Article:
If God were to write down his will for mankind, what would it look like? When Christians talk about God, they are talking about a supremely powerful being that is eternal, omniscient, and omnipotent. Such a being would be perfect, by definition. So if this being decided that we should have his instructions in written form, wouldn’t they be perfect? The Bible even claims that all its words are true and all its laws eternal (Psalm 119:160).
But there are many Christians who don’t think the Bible has to be inerrant. They believe that certain details may not be completely accurate due to the humanity of those who wrote, copied, and translated the Bible, but that the major aspects of doctrine are correct. This is a position that’s always been difficult for me to rationalize.
Here’s the problem: The Bible claims to be of utmost importance – it’s our avenue of salvation – and it also claims that all other avenues (religions) are dead ends. So if it has the same kinds of imperfections that other religious texts have, then what is there that would cause someone to believe it? Most Christians believe in some sort of a literal Hell. Many have tried to soften its characteristics by saying that it’s just separation from God, that Hell is “locked from the inside,” etc. But regardless of how it’s presented, the overall idea is that it’s unpleasant. In fact, if we take the New Testament at its word, Hell is a place of torture. If that’s really so, and if God really loves us all and wants us all to be saved, then his word can’t afford to be imperfect — not if it’s the avenue that’s supposed to save us.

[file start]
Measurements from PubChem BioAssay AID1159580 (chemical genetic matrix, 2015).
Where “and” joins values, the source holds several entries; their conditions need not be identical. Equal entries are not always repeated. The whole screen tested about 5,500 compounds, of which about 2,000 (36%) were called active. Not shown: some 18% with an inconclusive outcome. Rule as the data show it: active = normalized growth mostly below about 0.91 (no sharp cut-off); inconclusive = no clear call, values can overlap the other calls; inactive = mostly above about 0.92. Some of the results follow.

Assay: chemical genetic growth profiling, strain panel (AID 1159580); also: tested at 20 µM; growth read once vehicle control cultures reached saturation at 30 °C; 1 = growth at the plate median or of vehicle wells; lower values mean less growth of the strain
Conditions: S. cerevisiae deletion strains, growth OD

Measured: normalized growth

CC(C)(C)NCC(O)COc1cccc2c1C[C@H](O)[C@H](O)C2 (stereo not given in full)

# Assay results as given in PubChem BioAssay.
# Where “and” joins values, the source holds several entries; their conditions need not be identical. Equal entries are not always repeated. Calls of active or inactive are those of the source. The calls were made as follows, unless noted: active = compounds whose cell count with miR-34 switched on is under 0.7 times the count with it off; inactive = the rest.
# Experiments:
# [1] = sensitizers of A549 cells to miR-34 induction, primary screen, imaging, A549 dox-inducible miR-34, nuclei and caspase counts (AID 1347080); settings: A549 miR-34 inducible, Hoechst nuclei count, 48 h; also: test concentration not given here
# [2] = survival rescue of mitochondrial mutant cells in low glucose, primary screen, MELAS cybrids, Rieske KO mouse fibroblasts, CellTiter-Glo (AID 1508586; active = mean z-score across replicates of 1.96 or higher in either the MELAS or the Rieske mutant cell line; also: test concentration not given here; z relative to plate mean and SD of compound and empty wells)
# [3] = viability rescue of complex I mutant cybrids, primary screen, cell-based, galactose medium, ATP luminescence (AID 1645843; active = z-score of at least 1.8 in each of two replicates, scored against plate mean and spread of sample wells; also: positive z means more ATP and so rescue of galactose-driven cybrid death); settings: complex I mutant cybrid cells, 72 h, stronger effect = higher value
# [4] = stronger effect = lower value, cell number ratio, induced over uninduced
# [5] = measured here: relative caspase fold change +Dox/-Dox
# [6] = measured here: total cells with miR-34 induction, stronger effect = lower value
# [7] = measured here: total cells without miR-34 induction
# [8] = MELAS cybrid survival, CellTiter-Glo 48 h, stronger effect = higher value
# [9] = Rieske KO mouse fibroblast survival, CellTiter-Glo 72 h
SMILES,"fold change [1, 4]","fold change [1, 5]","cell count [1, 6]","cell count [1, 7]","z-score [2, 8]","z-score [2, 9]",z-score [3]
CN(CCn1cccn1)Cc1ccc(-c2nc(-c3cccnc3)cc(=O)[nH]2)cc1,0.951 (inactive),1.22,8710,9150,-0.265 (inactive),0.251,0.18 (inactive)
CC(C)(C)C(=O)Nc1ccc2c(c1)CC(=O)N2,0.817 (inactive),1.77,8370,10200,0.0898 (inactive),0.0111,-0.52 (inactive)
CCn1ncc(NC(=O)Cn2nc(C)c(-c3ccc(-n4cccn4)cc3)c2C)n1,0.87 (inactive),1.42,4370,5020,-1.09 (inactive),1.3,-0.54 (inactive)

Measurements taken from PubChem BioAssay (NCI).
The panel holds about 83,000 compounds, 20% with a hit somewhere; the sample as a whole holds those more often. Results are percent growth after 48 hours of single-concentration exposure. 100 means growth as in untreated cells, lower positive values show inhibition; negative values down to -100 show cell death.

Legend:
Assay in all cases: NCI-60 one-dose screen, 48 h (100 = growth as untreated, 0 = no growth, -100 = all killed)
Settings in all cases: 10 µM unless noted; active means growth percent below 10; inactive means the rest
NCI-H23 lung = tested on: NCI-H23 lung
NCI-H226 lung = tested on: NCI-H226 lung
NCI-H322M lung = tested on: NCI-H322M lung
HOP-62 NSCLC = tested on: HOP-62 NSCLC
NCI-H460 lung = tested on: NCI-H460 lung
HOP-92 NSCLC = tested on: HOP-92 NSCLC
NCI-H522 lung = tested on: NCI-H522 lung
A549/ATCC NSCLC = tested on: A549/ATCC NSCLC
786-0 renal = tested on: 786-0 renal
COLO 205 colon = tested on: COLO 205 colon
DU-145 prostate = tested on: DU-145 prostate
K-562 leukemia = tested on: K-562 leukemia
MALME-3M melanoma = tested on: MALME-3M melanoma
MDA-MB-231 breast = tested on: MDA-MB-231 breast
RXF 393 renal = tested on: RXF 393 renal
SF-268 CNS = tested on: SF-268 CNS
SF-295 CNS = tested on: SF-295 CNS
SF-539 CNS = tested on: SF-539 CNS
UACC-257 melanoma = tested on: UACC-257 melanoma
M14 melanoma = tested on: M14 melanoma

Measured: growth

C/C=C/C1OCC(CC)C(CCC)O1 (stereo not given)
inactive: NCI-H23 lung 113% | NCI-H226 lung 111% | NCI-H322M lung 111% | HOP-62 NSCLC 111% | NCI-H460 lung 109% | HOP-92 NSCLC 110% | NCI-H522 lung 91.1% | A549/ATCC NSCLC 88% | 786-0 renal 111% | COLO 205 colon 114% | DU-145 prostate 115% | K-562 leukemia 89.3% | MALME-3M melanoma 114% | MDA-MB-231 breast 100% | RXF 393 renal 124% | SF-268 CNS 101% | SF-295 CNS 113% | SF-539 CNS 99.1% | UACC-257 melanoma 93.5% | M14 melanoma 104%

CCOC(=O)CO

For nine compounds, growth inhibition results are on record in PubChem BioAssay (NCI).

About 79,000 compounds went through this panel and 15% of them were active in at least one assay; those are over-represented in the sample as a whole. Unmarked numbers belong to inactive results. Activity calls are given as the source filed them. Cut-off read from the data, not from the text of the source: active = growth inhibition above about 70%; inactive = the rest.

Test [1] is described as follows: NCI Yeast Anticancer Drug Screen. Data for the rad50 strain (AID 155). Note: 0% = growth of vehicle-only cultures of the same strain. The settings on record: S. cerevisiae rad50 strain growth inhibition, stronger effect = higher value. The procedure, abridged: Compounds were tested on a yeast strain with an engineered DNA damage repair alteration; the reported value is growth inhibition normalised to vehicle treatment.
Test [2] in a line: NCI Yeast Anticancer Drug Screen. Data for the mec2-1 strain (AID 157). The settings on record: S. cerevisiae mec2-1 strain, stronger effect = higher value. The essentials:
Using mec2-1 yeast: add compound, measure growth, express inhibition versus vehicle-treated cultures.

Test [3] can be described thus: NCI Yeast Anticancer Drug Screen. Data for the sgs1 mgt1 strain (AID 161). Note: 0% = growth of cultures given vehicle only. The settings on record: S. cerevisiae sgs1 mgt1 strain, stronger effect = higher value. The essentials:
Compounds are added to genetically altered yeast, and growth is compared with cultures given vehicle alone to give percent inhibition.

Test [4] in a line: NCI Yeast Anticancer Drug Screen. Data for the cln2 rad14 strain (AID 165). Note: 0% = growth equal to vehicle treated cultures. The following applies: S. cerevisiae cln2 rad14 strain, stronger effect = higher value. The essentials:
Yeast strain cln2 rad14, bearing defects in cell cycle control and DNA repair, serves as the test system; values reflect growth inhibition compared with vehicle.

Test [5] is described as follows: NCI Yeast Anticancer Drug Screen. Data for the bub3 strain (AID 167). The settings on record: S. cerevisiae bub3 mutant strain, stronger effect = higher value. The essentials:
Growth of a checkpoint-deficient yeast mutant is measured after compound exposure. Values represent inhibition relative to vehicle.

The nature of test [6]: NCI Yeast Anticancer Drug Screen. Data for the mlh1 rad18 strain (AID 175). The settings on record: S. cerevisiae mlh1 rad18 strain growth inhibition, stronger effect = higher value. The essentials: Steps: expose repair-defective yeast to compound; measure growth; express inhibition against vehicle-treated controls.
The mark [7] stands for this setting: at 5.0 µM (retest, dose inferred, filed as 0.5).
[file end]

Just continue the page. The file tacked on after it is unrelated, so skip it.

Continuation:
If God’s word could have small errors, then how do we know his true word isn’t the Koran, the Book of Mormon, or the Bhagavad Gita? This is why most people never change their religious affiliation. When problems within their religion are pointed out to them, they can simply say that those are only minor details and are irrelevant to the overall message. They can also say “God’s ways are higher than our ways,” which is simply a convenient way of saying that they don’t have answers to the problems and don’t want to think about the consequences.
It is incredibly difficult to change one’s beliefs. Yet, if the Bible is true, then many people would have to change their beliefs in order to be saved. How can they do this rationally? What information do they need to make a clear decision about religion? Religion deals with things we don’t actually know, only what we believe. Why should our decisions about those things determine what happens to us for eternity? It’s like asking a 3 year old what they want to be when they grow up, and then holding them to it.
If we really have to make such a life-or-death decision, then we need clarity. If God wanted us to have his message, and if it really made the difference between eternal bliss and eternal torment, then there should be some way for us to recognize it. And while signs, miracles, and direct revelation would be preferable, an inerrant text would at least be better than nothing. To put it simply, if the Bible’s not perfect, then it’s not from God. Too much is at stake for it to have the same kinds of errors we would expect humans to make. That’s the position I was raised with, and it’s the position that I still hold. My future posts will be based on the assumption that the Bible must be perfect, if it’s really inspired.